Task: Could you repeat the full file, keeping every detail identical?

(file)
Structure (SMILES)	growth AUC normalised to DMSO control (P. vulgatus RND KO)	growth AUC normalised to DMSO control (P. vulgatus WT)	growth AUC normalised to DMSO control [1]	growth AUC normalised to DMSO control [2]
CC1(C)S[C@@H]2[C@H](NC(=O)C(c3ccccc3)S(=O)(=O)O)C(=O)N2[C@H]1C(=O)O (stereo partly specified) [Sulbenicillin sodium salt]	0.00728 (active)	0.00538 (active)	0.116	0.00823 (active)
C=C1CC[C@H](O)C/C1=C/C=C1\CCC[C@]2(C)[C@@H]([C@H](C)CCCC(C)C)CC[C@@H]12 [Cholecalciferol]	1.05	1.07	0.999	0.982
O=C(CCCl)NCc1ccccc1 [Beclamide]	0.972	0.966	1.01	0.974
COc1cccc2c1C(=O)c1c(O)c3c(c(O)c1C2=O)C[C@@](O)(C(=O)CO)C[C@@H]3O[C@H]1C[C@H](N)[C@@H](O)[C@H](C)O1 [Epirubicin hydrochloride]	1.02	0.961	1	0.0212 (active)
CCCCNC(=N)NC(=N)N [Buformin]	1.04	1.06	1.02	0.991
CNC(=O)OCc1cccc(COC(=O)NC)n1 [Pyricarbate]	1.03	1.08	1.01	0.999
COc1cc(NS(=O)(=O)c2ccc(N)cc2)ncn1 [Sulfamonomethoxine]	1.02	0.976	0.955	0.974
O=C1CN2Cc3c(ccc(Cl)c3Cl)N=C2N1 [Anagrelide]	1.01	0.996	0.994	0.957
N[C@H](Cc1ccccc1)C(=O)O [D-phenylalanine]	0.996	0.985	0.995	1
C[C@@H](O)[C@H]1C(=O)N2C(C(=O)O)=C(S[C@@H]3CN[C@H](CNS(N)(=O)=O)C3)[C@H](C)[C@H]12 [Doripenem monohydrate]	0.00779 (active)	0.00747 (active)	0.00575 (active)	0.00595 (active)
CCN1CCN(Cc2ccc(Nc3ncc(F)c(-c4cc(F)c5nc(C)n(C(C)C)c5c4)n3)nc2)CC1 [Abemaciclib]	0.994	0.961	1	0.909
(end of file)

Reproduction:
Structure (SMILES)	growth AUC normalised to DMSO control (P. vulgatus RND KO)	growth AUC normalised to DMSO control (P. vulgatus WT)	growth AUC normalised to DMSO control [1]	growth AUC normalised to DMSO control [2]
CC1(C)S[C@@H]2[C@H](NC(=O)C(c3ccccc3)S(=O)(=O)O)C(=O)N2[C@H]1C(=O)O (stereo partly specified) [Sulbenicillin sodium salt]	0.00728 (active)	0.00538 (active)	0.116	0.00823 (active)
C=C1CC[C@H](O)C/C1=C/C=C1\CCC[C@]2(C)[C@@H]([C@H](C)CCCC(C)C)CC[C@@H]12 [Cholecalciferol]	1.05	1.07	0.999	0.982
O=C(CCCl)NCc1ccccc1 [Beclamide]	0.972	0.966	1.01	0.974
COc1cccc2c1C(=O)c1c(O)c3c(c(O)c1C2=O)C[C@@](O)(C(=O)CO)C[C@@H]3O[C@H]1C[C@H](N)[C@@H](O)[C@H](C)O1 [Epirubicin hydrochloride]	1.02	0.961	1	0.0212 (active)
CCCCNC(=N)NC(=N)N [Buformin]	1.04	1.06	1.02	0.991
CNC(=O)OCc1cccc(COC(=O)NC)n1 [Pyricarbate]	1.03	1.08	1.01	0.999
COc1cc(NS(=O)(=O)c2ccc(N)cc2)ncn1 [Sulfamonomethoxine]	1.02	0.976	0.955	0.974
O=C1CN2Cc3c(ccc(Cl)c3Cl)N=C2N1 [Anagrelide]	1.01	0.996	0.994	0.957
N[C@H](Cc1ccccc1)C(=O)O [D-phenylalanine]	0.996	0.985	0.995	1
C[C@@H](O)[C@H]1C(=O)N2C(C(=O)O)=C(S[C@@H]3CN[C@H](CNS(N)(=O)=O)C3)[C@H](C)[C@H]12 [Doripenem monohydrate]	0.00779 (active)	0.00747 (active)	0.00575 (active)	0.00595 (active)
CCN1CCN(Cc2ccc(Nc3ncc(F)c(-c4cc(F)c5nc(C)n(C(C)C)c5c4)n3)nc2)CC1 [Abemaciclib]	0.994	0.961	1	0.909